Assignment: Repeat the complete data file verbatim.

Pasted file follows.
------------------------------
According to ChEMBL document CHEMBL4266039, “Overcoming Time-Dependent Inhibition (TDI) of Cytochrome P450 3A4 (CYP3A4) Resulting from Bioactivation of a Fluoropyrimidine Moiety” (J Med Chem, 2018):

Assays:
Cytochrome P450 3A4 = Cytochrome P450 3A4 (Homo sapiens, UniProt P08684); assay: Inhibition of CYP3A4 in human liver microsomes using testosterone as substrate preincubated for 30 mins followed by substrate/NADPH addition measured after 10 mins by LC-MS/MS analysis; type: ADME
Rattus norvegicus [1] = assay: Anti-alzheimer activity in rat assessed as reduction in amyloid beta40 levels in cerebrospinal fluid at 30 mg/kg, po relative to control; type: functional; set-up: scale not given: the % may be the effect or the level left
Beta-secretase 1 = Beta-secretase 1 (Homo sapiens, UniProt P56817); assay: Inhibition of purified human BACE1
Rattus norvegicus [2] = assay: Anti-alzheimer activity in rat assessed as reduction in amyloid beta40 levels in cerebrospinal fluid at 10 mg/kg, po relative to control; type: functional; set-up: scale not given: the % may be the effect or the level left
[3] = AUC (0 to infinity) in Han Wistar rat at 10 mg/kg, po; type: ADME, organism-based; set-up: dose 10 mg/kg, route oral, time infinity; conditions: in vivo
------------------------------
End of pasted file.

According to ChEMBL document CHEMBL4266039, “Overcoming Time-Dependent Inhibition (TDI) of Cytochrome P450 3A4 (CYP3A4) Resulting from Bioactivation of a Fluoropyrimidine Moiety” (J Med Chem, 2018):

Assays:
Cytochrome P450 3A4 = Cytochrome P450 3A4 (Homo sapiens, UniProt P08684); assay: Inhibition of CYP3A4 in human liver microsomes using testosterone as substrate preincubated for 30 mins followed by substrate/NADPH addition measured after 10 mins by LC-MS/MS analysis; type: ADME
Rattus norvegicus [1] = assay: Anti-alzheimer activity in rat assessed as reduction in amyloid beta40 levels in cerebrospinal fluid at 30 mg/kg, po relative to control; type: functional; set-up: scale not given: the % may be the effect or the level left
Beta-secretase 1 = Beta-secretase 1 (Homo sapiens, UniProt P56817); assay: Inhibition of purified human BACE1
Rattus norvegicus [2] = assay: Anti-alzheimer activity in rat assessed as reduction in amyloid beta40 levels in cerebrospinal fluid at 10 mg/kg, po relative to control; type: functional; set-up: scale not given: the % may be the effect or the level left
[3] = AUC (0 to infinity) in Han Wistar rat at 10 mg/kg, po; type: ADME, organism-based; set-up: dose 10 mg/kg, route oral, time infinity; conditions: in vivo